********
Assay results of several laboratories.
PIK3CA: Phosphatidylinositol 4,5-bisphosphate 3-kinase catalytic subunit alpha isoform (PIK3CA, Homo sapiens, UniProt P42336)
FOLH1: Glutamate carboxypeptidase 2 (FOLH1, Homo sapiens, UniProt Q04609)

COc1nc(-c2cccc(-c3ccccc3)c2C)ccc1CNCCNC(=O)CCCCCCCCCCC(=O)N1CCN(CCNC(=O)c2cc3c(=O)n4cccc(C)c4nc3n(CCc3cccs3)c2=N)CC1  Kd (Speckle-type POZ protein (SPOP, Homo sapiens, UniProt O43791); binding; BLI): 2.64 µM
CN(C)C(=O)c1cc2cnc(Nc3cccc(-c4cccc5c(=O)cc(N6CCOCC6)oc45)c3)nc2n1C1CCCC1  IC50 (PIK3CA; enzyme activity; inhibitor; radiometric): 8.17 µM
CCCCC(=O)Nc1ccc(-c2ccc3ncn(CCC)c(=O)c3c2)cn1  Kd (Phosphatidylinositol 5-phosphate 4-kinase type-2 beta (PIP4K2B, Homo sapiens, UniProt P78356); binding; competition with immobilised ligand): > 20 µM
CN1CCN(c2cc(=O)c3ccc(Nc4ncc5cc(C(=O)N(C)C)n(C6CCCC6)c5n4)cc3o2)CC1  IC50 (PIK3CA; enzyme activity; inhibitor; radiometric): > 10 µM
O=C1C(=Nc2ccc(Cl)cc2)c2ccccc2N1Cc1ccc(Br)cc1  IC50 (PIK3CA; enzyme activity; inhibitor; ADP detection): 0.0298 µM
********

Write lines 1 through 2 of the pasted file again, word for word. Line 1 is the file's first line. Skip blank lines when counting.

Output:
Assay results of several laboratories.
PIK3CA: Phosphatidylinositol 4,5-bisphosphate 3-kinase catalytic subunit alpha isoform (PIK3CA, Homo sapiens, UniProt P42336)